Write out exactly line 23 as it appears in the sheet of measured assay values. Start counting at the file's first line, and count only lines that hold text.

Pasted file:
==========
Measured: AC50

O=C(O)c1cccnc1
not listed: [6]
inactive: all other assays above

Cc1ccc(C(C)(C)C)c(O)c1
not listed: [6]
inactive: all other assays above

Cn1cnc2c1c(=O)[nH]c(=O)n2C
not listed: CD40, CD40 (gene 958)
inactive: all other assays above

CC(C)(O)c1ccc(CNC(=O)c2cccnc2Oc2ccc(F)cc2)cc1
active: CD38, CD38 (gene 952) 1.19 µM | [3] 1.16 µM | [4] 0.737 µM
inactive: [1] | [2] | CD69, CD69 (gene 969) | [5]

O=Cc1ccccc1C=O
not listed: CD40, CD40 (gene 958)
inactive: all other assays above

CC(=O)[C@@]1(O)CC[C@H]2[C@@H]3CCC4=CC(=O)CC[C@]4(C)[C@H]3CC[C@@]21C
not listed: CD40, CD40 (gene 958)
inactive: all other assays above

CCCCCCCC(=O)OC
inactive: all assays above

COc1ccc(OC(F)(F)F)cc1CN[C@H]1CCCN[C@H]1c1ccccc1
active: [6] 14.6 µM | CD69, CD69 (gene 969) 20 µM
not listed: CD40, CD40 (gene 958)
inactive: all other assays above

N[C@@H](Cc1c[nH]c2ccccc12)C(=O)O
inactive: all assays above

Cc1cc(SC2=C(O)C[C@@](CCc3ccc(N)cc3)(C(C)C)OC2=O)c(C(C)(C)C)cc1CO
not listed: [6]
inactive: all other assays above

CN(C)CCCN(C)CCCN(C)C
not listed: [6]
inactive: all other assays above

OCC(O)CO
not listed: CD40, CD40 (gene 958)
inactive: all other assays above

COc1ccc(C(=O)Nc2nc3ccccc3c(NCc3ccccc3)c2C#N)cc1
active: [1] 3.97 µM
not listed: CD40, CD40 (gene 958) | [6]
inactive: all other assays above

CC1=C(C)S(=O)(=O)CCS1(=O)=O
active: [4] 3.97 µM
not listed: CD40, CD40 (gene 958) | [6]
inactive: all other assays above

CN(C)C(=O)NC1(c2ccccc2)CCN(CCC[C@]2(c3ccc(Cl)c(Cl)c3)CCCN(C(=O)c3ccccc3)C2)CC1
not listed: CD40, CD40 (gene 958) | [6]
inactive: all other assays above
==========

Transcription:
active: [6] 14.6 µM | CD69, CD69 (gene 969) 20 µM